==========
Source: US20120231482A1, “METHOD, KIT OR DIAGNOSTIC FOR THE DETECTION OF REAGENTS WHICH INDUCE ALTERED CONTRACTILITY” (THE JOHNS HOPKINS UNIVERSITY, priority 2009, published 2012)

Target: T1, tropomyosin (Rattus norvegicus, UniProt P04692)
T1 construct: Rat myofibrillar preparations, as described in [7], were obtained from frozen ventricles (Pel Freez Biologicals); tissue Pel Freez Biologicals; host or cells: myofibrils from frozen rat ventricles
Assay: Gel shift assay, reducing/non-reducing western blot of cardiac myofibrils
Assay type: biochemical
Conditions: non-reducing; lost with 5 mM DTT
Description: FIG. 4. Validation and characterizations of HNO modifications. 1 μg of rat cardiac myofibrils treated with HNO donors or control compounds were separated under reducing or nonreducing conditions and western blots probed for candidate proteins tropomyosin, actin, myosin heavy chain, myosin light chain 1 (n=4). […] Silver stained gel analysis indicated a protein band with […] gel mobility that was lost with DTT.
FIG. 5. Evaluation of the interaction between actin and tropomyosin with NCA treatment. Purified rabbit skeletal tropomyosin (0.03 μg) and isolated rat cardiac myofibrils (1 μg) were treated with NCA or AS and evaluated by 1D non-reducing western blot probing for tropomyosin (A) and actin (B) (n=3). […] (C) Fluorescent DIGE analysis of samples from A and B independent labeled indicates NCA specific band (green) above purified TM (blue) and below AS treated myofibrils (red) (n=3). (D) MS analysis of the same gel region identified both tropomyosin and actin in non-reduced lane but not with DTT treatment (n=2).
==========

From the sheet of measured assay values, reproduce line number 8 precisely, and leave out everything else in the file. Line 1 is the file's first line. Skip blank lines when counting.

FIG. 5. Evaluation of the interaction between actin and tropomyosin with NCA treatment. Purified rabbit skeletal tropomyosin (0.03 μg) and isolated rat cardiac myofibrils (1 μg) were treated with NCA or AS and evaluated by 1D non-reducing western blot probing for tropomyosin (A) and actin (B) (n=3). […] (C) Fluorescent DIGE analysis of samples from A and B independent labeled indicates NCA specific band (green) above purified TM (blue) and below AS treated myofibrils (red) (n=3). (D) MS analysis of the same gel region identified both tropomyosin and actin in non-reduced lane but not with DTT treatment (n=2).